1109Though employ­ers are not required to edu­cate employ­ees about their indi­vid­ual respon­si­bil­i­ties under the Patient Pro­tec­tion and Afford­able Care Act (ACA), it is help­ful to know about the indi­vid­ual mandate.

The indi­vid­ual respon­si­bil­i­ty require­ment (also known as the indi­vid­ual man­date) became effec­tive for most peo­ple as of Jan­u­ary 1, 2014. Under the indi­vid­ual man­date, most peo­ple resid­ing in the U.S. are required to have min­i­mum essen­tial cov­er­age or they must pay a penal­ty. Many indi­vid­u­als will be eli­gi­ble for finan­cial assis­tance through pre­mi­um tax cred­its (also known as pre­mi­um sub­si­dies) to help them pur­chase cov­er­age if they buy cov­er­age through the health insur­ance Mar­ket­place (also known as the Exchange).

For 2014, the penal­ty for an adult was the greater of $95 or 1 per­cent of house­hold income above the tax fil­ing thresh­old. For 2015, the penal­ty was the greater of $325 or 2 per­cent of income above the tax fil­ing thresh­old. For 2016, the penal­ty is the greater of $695 or 2.5 per­cent of income above the tax fil­ing threshold.

The penal­ty for a child under age 18 is 50 per­cent of the adult penal­ty. The max­i­mum penal­ty per fam­i­ly is three times the indi­vid­ual penal­ty. The penal­ty is cal­cu­lat­ed and paid as part of the employee’s fed­er­al income tax filing.

A per­son must have “min­i­mum essen­tial cov­er­age” to avoid a penal­ty. Min­i­mum essen­tial cov­er­age is basic med­ical cov­er­age and may be pro­vid­ed through an employ­er, Medicare, Med­ic­aid, CHIP, TRICARE, some VA pro­grams, or an indi­vid­ual pol­i­cy (through or out­side the Mar­ket­place). Accept­able employ­er cov­er­age includes both insured and self-fund­ed PPO, HMO, HDHP and fee-for-ser­vice plans, as well as grand­fa­thered cov­er­age, COBRA, retiree med­ical, and health reim­burse­ment arrange­ments (HRAs). It does not mat­ter whether the cov­er­age is pro­vid­ed direct­ly by the employ­er or through anoth­er par­ty, such as a mul­ti­em­ploy­er plan, a col­lec­tive­ly bar­gained plan, a PEO, or a staffing agency.

While most peo­ple must obtain cov­er­age or pay penal­ties, indi­vid­u­als will not be penal­ized if they do not obtain cov­er­age and:

  • They do not have access to afford­able cov­er­age (cost exceeds 8 per­cent of mod­i­fied adjust­ed gross house­hold income)
  • Their house­hold income is below the tax fil­ing threshold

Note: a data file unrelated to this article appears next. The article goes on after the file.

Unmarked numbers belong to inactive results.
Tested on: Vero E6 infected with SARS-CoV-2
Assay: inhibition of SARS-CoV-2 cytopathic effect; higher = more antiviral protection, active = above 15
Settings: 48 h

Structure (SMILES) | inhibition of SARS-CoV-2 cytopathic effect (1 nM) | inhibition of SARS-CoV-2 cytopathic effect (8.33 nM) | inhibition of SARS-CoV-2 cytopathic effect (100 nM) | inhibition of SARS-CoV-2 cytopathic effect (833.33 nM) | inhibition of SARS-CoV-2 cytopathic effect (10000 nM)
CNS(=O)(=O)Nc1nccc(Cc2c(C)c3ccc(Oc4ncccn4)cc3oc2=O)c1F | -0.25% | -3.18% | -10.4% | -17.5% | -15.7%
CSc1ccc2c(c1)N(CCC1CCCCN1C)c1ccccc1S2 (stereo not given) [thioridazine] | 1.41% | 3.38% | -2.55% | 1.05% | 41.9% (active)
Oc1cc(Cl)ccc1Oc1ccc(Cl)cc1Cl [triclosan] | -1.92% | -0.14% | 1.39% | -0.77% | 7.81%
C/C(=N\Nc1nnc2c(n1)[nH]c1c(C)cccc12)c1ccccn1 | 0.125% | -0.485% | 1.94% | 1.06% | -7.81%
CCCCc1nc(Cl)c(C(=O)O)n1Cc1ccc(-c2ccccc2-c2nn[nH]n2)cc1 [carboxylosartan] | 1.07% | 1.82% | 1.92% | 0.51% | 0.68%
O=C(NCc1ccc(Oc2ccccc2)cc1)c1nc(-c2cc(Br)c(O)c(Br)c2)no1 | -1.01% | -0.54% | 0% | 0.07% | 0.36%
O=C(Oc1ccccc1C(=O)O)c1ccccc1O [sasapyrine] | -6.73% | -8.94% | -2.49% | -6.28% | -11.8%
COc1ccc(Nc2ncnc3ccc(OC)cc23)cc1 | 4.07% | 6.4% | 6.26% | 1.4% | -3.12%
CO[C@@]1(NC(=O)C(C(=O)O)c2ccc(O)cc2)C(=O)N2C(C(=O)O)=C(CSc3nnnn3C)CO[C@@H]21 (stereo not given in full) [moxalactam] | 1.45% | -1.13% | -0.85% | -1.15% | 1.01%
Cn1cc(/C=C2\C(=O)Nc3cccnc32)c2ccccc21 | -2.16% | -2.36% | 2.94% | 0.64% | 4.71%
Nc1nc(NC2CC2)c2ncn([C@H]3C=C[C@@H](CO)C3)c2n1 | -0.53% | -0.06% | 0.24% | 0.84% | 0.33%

• They meet hard­ship cri­te­ria (such as recent bank­rupt­cy, home­less­ness, unre­im­bursed expens­es from nat­ur­al disasters)
  • Their peri­od with­out cov­er­age is less than three con­sec­u­tive months
  • They live out­side the U.S. long enough to qual­i­fy for the for­eign earned income exclusion
  • They reside in a U.S. ter­ri­to­ry for at least 183 days dur­ing the year
  • They are a mem­ber of a Native Amer­i­can Tribe
  • They belong to a reli­gious group that objects to hav­ing insur­ance, includ­ing Medicare and Social Secu­ri­ty, on reli­gious grounds (for exam­ple, the Amish)
  • They belong to a health shar­ing min­istry that has been in exis­tence since 1999
  • They are incar­cer­at­ed (unless await­ing tri­al or sentencing)
  • They are ille­gal aliens

If the per­son has access to employ­er-pro­vid­ed cov­er­age as either the employ­ee or an eli­gi­ble depen­dent, afford­abil­i­ty of the employ­er-pro­vid­ed cov­er­age is the only fac­tor con­sid­ered for pur­pos­es of the indi­vid­ual mandate.

  • For the employ­ee, cov­er­age is unaf­ford­able (so no penal­ty applies for fail­ure to have cov­er­age) if the cost of sin­gle cov­er­age is more than 8 per­cent of house­hold income.
  • For a depen­dent, cov­er­age is unaf­ford­able (so no penal­ty applies for fail­ure to have cov­er­age) if the cost of the least expen­sive employ­er-pro­vid­ed depen­dent cov­er­age is more than 8 per­cent of house­hold income.
  • If the employ­ee and spouse both have access to cov­er­age through their own employ­er, the cost for each person’s cov­er­age is based on the cost of their own sin­gle cov­er­age, but the totals are then com­bined to see if the total cost exceeds 8 per­cent of house­hold income.

 

Orig­i­nal­ly pub­lished Unit­ed Ben­e­fit Advi­sors — Read More